Franz (Frank) Johnston

A Lake in Autumn, Algoma, c. 1918

oil on panel
9.5x6 in.

Collection of F.H. Brigden, Toronto, label to verso;
Private collection, Toronto

Like the work Sketch in Algoma, A Lake in Autumn, Algoma, comes to sale from an important collection, that of Canadian artist and founder of one of Canada’s most important historical design
firms, F.H. Brigden. This delightful small panel shows us Frank Johnston’s skill with the challenging scenery at Algoma. From high atop a ridge, we look down onto a blue pool of water, either a lake or a bend in a river, far below us. The water is bookended by trees, an evergreen on the right and the skeletal limbs of two additional trees on the left. The near ground forest floor and distant hillside are daubed with gold as sunlight gilds the land. Johnston’s careful brushwork, mostly vertical in application, adds the feeling of cloisonné enamel work to the panel.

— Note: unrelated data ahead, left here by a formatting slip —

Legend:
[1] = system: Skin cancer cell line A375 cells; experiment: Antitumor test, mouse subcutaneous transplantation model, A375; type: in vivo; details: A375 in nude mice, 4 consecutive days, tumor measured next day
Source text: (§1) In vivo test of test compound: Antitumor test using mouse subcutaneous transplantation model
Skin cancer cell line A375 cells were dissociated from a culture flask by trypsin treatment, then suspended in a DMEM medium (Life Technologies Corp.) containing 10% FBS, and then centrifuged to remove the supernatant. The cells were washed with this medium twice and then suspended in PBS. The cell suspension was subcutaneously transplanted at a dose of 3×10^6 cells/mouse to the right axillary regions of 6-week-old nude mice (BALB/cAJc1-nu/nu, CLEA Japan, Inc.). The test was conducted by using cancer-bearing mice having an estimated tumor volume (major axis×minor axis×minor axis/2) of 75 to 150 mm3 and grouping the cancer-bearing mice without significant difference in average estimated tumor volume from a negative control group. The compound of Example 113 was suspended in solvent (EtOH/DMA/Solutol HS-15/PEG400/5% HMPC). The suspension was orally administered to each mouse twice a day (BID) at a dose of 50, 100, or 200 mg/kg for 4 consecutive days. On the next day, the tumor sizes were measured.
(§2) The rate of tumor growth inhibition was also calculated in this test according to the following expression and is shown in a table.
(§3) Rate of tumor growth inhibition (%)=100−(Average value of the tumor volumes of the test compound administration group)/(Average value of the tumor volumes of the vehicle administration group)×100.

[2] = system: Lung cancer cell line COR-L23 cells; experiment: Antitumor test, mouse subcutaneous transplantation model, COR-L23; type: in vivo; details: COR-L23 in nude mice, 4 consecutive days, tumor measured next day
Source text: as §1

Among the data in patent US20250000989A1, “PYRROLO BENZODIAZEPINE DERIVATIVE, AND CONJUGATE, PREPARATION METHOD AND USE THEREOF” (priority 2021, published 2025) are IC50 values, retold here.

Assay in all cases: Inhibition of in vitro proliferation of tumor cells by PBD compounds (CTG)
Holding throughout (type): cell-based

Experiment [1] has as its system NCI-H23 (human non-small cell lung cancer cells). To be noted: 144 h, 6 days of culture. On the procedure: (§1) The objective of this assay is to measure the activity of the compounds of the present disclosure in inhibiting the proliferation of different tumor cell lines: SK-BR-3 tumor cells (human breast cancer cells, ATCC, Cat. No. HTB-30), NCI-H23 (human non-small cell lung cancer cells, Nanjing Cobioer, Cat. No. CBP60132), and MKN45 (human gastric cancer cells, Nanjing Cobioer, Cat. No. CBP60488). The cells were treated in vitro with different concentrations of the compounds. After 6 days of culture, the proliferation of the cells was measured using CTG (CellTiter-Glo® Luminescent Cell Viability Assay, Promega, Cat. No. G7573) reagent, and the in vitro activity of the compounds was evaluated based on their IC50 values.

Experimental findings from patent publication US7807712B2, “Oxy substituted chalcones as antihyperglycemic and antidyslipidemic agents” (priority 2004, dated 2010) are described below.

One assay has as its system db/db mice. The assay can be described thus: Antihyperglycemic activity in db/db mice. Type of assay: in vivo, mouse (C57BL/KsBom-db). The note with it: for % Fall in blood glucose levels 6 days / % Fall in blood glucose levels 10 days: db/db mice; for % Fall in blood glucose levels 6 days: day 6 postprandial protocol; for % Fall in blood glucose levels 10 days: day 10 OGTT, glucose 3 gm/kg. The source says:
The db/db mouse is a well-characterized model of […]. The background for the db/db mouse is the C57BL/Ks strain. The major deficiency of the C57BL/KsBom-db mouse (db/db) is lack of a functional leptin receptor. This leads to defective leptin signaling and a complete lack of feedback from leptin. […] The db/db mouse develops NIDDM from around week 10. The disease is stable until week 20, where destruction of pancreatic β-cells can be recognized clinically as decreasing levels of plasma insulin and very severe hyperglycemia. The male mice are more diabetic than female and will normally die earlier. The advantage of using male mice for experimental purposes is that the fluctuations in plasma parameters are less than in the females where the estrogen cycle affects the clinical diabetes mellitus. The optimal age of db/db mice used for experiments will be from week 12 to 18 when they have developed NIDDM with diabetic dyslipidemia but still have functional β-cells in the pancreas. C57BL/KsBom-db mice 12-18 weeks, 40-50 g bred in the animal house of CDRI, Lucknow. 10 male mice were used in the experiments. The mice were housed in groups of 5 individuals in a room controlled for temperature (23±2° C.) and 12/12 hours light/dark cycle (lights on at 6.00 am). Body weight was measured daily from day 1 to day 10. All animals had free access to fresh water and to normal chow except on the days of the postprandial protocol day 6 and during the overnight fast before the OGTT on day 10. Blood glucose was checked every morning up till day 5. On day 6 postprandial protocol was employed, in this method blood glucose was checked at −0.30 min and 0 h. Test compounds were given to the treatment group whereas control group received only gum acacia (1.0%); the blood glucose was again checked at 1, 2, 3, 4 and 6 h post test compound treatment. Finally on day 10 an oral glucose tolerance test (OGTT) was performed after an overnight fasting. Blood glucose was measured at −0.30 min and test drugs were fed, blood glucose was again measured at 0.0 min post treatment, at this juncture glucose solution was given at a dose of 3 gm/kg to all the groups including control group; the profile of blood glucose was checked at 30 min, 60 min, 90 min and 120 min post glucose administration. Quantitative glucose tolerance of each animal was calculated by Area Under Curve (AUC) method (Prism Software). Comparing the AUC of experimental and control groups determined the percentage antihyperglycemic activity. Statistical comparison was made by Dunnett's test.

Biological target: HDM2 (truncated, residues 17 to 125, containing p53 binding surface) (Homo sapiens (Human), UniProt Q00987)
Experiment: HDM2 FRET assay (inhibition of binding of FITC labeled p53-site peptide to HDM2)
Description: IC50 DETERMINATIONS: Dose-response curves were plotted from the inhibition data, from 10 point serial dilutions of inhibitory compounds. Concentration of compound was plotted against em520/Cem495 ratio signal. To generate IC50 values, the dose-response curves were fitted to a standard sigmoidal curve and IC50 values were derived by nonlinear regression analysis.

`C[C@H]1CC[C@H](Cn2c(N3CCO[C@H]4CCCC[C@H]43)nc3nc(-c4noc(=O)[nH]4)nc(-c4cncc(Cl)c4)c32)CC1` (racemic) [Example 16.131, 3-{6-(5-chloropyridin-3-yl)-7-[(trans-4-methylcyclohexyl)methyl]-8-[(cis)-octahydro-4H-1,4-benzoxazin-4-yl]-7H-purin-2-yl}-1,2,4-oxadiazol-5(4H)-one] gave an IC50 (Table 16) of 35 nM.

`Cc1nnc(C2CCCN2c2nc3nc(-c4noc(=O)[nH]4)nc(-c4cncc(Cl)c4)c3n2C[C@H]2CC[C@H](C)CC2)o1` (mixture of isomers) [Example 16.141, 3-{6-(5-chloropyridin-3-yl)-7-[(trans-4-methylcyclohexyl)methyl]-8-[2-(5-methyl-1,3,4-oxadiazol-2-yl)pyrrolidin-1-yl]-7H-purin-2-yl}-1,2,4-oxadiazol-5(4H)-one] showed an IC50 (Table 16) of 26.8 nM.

Johnston took a hiatus from his work with the Canadian War Memorials in the fall of 1918 to participate in the boxcar trip, no doubt Lawren Harris’s enthusiastic reports from his Algoma
sojourn with James MacCallum persuaded him. The remote beauty and rugged scenery of Algoma was accessible only by the Algoma Central Railway, provider of the now infamous ACR 10557 boxcar.
These iconic trips are a key passage in Canadian art history, central to the formation of the Group of Seven in 1920, and a brilliant thread in the tapestry of the Group of Seven.

“In Johnston one can almost see the sound swelling into the vastness of infinity. The small panel is no restriction to the eye and one stands among the stars of timeless space. Dancing formless light, subaqueous in feeling, ephemeral as Aurora Borealis. It holds one motionless in moving space.” (1)…